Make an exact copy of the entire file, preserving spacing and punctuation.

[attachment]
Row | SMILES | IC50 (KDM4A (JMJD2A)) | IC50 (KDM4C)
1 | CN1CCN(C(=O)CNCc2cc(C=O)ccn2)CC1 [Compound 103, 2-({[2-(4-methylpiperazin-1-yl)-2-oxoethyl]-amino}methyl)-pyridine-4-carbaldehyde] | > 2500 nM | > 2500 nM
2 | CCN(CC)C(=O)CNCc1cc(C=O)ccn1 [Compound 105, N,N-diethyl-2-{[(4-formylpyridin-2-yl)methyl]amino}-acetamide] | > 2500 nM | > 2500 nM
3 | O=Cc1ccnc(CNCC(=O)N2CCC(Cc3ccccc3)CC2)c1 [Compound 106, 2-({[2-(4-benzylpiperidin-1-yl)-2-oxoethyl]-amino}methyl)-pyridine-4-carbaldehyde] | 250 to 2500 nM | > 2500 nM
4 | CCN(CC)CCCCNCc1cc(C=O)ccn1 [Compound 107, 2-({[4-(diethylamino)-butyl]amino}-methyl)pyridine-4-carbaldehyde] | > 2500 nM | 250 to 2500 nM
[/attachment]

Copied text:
Row | SMILES | IC50 (KDM4A (JMJD2A)) | IC50 (KDM4C)
1 | CN1CCN(C(=O)CNCc2cc(C=O)ccn2)CC1 [Compound 103, 2-({[2-(4-methylpiperazin-1-yl)-2-oxoethyl]-amino}methyl)-pyridine-4-carbaldehyde] | > 2500 nM | > 2500 nM
2 | CCN(CC)C(=O)CNCc1cc(C=O)ccn1 [Compound 105, N,N-diethyl-2-{[(4-formylpyridin-2-yl)methyl]amino}-acetamide] | > 2500 nM | > 2500 nM
3 | O=Cc1ccnc(CNCC(=O)N2CCC(Cc3ccccc3)CC2)c1 [Compound 106, 2-({[2-(4-benzylpiperidin-1-yl)-2-oxoethyl]-amino}methyl)-pyridine-4-carbaldehyde] | 250 to 2500 nM | > 2500 nM
4 | CCN(CC)CCCCNCc1cc(C=O)ccn1 [Compound 107, 2-({[4-(diethylamino)-butyl]amino}-methyl)pyridine-4-carbaldehyde] | > 2500 nM | 250 to 2500 nM